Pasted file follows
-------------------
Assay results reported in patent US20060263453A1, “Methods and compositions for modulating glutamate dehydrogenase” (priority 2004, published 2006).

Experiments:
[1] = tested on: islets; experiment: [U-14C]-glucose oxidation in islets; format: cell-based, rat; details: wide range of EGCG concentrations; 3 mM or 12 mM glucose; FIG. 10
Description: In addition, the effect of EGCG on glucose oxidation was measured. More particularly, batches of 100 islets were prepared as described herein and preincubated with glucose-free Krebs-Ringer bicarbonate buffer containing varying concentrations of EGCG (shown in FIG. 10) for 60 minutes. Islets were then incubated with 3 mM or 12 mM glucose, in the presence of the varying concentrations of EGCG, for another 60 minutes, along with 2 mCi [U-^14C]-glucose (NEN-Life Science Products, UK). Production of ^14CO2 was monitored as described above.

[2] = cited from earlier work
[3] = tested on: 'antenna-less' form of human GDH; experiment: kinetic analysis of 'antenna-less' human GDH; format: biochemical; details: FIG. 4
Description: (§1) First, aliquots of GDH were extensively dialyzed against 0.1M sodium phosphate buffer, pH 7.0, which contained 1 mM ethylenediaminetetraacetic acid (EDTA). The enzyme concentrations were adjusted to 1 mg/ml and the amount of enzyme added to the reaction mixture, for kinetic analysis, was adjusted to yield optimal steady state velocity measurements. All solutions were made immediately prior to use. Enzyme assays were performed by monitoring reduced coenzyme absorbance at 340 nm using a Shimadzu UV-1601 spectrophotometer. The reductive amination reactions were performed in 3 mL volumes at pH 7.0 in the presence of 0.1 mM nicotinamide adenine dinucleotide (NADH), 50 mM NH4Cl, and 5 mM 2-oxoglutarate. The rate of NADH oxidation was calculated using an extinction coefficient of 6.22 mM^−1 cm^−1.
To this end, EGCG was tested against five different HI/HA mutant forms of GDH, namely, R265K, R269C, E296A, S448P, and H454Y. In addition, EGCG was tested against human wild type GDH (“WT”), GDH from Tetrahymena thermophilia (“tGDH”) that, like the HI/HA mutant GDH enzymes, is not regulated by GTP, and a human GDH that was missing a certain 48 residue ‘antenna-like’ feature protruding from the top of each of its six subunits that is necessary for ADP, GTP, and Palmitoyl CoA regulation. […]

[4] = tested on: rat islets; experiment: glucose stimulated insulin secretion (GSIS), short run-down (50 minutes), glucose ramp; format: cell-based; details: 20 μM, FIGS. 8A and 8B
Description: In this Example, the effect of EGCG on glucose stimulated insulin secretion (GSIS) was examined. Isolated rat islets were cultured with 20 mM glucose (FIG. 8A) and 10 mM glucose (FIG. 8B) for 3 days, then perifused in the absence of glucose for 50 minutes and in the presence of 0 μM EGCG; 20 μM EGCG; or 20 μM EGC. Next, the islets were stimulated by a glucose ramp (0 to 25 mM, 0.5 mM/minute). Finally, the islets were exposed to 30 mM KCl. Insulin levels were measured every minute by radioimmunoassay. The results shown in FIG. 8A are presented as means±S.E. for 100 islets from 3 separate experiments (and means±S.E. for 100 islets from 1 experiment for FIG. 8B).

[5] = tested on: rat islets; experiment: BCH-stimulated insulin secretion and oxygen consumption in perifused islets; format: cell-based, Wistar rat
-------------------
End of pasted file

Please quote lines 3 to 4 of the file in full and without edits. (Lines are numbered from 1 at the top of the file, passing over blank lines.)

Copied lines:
[1] = tested on: islets; experiment: [U-14C]-glucose oxidation in islets; format: cell-based, rat; details: wide range of EGCG concentrations; 3 mM or 12 mM glucose; FIG. 10
Description: In addition, the effect of EGCG on glucose oxidation was measured. More particularly, batches of 100 islets were prepared as described herein and preincubated with glucose-free Krebs-Ringer bicarbonate buffer containing varying concentrations of EGCG (shown in FIG. 10) for 60 minutes. Islets were then incubated with 3 mM or 12 mM glucose, in the presence of the varying concentrations of EGCG, for another 60 minutes, along with 2 mCi [U-^14C]-glucose (NEN-Life Science Products, UK). Production of ^14CO2 was monitored as described above.